Depression is a major public health concern associated with individual suffering, impaired functioning and substantial societal costs [1, 2, 3]. There is growing evidence that interventions targeting (symptoms of) depression are effective, and that preventing and reducing depressive symptoms could be a viable option . However, the reach of these interventions is only modest, especially among people with a lower socioeconomic status (SES) [5, 6, 7]. This is of importance as people with a lower SES seem to be particularly at risk for depression. In the Netherlands, for example, the life-time prevalence of depression is higher among those with a low income (21.4%) as compared to those with a high income (15.2%) .
However, e-health interventions (interventions offered over the Internet) for depression and depressive symptoms may reach large populations. These interventions are more accessible and more flexible in use than regular face-to-face interventions. Nonetheless, participants in online interventions are primarily highly educated , while those with lower education levels are reached to a lesser extent. This implies that those with a medium or low educational level are not reached as widely with these interventions. If uptake is achieved, evidence shows that adherence to online interventions needs improvement [9, 10, 11], especially if these interventions are to make a greater impact on population health. Although self-guided online interventions can be effective, providing guidance to patients may improve not only adherence, but also the effectiveness of such interventions [12, 13, 14]. Embedding (preventive) online interventions for depressive complaints in routine care combined with guidance from a health care professional may also provide an important strategy for implementing available online interventions among lower-SES populations.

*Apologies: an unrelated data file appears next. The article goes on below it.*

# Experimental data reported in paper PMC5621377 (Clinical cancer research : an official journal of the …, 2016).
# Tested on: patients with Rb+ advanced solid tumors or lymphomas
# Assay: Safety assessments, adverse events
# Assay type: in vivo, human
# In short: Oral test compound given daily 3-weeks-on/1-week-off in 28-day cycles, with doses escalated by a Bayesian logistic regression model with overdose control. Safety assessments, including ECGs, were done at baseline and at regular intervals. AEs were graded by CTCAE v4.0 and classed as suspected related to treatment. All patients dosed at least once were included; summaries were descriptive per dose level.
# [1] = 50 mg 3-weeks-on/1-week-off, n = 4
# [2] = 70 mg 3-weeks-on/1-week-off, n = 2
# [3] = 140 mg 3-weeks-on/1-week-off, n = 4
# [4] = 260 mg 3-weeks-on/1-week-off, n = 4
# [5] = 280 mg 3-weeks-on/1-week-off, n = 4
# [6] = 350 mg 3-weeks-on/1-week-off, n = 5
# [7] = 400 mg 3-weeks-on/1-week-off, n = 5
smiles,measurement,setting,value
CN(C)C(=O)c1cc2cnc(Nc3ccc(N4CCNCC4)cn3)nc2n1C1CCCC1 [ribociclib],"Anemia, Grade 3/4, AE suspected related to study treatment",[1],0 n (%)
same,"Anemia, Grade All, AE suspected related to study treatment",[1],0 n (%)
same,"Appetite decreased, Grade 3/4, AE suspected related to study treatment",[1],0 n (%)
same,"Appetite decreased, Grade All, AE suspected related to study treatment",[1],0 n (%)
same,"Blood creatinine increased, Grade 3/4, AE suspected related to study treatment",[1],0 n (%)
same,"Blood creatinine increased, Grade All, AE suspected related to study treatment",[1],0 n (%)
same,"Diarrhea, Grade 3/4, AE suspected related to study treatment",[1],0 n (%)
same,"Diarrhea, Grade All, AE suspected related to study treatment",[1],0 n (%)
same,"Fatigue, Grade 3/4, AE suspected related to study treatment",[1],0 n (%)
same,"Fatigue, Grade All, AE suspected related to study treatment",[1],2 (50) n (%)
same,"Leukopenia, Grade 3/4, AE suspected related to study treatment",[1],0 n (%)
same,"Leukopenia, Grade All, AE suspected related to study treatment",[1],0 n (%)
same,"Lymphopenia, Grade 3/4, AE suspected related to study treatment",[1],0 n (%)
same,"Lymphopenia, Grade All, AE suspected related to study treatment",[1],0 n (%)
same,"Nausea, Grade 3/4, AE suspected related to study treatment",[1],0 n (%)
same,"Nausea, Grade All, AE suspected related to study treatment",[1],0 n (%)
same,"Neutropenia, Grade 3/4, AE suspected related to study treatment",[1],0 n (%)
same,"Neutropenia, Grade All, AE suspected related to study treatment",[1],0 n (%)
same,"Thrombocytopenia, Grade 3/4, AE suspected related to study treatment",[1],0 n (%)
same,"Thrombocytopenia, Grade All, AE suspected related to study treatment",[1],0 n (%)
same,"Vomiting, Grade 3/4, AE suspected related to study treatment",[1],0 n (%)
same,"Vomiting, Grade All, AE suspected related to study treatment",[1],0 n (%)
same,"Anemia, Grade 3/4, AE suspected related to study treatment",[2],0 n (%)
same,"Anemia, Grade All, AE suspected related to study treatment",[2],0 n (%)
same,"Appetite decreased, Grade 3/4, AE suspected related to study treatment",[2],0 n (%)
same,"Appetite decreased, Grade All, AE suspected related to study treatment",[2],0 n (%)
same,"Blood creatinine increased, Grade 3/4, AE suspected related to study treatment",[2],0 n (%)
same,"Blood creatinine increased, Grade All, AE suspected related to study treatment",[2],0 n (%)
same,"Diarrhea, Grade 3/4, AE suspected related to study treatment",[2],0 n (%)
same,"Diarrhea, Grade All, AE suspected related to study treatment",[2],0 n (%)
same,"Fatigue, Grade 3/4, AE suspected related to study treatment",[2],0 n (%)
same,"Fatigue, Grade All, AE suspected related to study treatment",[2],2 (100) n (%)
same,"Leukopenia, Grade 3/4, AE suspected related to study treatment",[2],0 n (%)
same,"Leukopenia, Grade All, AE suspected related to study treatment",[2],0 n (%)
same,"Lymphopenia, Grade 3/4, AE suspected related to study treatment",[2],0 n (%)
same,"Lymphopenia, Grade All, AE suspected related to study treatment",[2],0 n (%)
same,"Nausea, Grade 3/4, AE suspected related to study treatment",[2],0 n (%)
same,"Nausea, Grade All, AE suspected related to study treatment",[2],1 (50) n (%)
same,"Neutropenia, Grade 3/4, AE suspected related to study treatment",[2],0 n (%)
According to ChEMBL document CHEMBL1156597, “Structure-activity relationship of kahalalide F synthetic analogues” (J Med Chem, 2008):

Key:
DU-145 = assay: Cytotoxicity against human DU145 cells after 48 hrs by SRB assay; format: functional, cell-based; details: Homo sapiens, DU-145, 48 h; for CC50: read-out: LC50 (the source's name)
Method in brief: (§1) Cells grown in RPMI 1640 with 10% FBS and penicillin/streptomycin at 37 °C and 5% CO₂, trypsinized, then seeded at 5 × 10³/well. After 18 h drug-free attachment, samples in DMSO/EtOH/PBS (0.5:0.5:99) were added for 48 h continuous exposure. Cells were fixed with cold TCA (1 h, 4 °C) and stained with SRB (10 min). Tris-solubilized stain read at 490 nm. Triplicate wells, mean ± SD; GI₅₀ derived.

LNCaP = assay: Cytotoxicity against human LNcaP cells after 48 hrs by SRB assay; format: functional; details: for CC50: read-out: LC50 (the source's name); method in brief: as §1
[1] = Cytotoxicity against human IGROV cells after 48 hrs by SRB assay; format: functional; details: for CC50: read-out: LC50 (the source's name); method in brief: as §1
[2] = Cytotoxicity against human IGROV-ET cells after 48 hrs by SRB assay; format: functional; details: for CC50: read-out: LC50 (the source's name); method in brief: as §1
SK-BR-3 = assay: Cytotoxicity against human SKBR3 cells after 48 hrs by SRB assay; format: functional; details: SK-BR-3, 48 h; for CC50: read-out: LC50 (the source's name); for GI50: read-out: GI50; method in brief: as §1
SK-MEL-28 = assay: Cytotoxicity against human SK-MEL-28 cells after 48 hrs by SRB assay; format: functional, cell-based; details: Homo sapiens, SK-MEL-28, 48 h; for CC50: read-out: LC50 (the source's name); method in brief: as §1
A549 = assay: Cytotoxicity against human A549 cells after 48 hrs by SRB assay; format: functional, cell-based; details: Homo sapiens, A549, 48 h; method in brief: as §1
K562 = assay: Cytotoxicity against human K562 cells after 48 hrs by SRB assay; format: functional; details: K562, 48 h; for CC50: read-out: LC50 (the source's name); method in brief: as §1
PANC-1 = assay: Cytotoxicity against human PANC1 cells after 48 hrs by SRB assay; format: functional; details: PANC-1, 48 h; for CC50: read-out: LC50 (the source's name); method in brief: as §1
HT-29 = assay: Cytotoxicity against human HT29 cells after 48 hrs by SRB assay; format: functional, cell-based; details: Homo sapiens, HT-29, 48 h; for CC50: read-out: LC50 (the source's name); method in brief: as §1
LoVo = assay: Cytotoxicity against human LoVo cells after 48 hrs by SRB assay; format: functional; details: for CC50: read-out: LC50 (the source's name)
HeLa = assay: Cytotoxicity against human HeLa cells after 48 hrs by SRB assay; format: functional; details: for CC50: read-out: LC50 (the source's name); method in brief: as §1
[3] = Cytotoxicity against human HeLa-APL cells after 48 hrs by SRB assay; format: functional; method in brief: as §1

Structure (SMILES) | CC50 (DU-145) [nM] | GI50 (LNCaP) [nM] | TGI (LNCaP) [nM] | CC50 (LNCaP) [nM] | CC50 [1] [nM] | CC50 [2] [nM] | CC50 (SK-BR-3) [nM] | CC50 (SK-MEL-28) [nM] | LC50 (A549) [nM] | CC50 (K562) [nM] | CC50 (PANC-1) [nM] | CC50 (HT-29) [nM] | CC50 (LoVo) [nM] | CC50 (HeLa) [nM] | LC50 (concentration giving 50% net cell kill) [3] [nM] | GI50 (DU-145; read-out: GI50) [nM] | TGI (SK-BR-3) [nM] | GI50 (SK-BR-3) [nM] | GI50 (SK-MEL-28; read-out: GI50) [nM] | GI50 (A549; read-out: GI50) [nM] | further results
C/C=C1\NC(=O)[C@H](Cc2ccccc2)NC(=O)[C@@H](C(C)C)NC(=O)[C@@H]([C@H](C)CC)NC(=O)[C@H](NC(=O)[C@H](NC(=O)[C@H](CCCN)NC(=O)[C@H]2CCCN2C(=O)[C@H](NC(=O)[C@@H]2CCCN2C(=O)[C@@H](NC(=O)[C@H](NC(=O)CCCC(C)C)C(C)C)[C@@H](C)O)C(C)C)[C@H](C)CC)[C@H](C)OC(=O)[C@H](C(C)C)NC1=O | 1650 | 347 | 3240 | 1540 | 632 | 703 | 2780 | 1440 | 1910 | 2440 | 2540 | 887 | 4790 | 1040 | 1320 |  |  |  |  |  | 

In Dutch primary care, it is the task of the general practitioner (GPs) to provide mental health care in case of mild to moderate mental health complaints. The GP mental health nurse (GP nurse), who works alongside the GP, plays a pivotal role in delivering mental health care in the GP setting. Because the GP nurse focusses on mental health and provides longer consultations than GPs, the GP nurse is well-placed to offer guidance in e-health interventions for depression. Moreover, GP nurses report a favourable attitude towards e-health and may already offer some type of e-health intervention for mental health [15, 16]. Nonetheless, GP nurses indicate that there is room for improvement. One frequently mentioned problem is the lack of suitable e-health interventions, specifically for low-educated patients. In addition, GP nurses prefer interventions that can be tailored to the patient’s personal complaints which is often not possible in current standardised (one-size-fits-all) interventions. Early dropout of patients and too few possibilities to familiarise themselves with e-health interventions were other frequently mentioned problems . In sum, e-health interventions need to be integrated in the GP setting and need to be matched better to the personal needs of patients, in order to reach more patients, especially those with a lower SES.